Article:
• Tidy Up: Keep your gardens/building looking tidy. Unkempt back or fronts yards give off the impression that the residents are lazy and in turn lazy about security. Over grown hedges and long grass can be used to the Housebreakers advantage as shelter/hiding spots. Boxes and bricks lying about will get used as tools to break into your homes. Don’t give the thief a helping hand.
  • Renters: Make sure your windows and door locks are in working order. If they are not get onto your landlord or rental agent and get them fixed.
  • Make sure all valuables are out of sight: Criminals may check out your property by looking through the windows to see if there is anything worth stealing. If you leave laptops, phones cash, jewellery etc. out on display they will know that your home is worth breaking into.
  • Security mark valuable items – this makes them more difficult for thieves to sell on. It also makes it easier for police to return items to you if they’re found. The easiest and cheapest way to do this is buying a UV (ultra violet) Pen. They can be sourced easily and cheaply. Simply write your Surname and house number and postcode on your property. If the item is handled on a regular basis then complete this procedure on a monthly basis as it may rub away.
  • Register Your Property: Place your mobile phone, laptop, camera and other property on the national security register called Immobilise – It’s free! This register is checked by second hand retailers when they purchase items and by police when they come across found/lost property. If your property and its serial number are listed and thereafter stolen you can mark them as stolen so the second hand dealer can report the stolen property to the police.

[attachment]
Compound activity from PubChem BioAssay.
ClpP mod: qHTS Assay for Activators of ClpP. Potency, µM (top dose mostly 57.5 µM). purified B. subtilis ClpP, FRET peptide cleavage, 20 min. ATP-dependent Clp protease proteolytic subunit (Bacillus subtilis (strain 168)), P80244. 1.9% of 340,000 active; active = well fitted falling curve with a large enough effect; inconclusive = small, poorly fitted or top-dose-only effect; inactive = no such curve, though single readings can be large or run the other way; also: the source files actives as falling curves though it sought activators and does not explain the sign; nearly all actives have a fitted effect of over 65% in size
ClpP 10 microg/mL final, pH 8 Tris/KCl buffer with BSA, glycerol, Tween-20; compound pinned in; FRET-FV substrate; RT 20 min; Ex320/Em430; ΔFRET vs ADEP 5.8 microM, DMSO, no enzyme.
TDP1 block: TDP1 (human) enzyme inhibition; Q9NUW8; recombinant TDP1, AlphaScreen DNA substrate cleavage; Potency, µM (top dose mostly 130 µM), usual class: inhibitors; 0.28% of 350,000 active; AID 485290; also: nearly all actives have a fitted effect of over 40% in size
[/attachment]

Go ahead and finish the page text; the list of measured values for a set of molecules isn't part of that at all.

• Password/Pin Protect: The majority of smart phones, laptops, PC’s and even televisions now have password protection facilities on them. Items with GPS facilities also have GPS tracking on them. Make sure these facilities are set up and ready to go. If these items are stolen you can remotely lock them, wipe the memory of personal details and even pinpoint the building where the device is being held.
  • Stolen items: If you find your mobile phone or credit cards have been taken, report them has stolen to your provider as soon as possible and get them blocked so they cannot be used.
  • Take out contents insurance for your property: If you are a victim to Housebreaking or Theft then to replace the items is a costly business. Cover your belongings in case they are stolen.
  • Social Networking: Do not advertise on social networking sites when you are going to be away from home, where you live, party invites etc.       Lock down your privacy settings as much as you can and only allow your friends to see your posts and personal details. Do not accept invitations to be friends by random unknown people.
  • Use Timers: Use timers on lights so it looks like you are in when you are not.
  • If you discover your home has been broken into: If you arrive home and discover the door open or you can see that someone has forced entry, do not enter alone. If you think someone is still in your home then chap a neighbour’s door and phone the police. If you think that no-one is within then enter with a neighbour, however do not touch anything. Wait for police to arrive so that they can preserve evidence.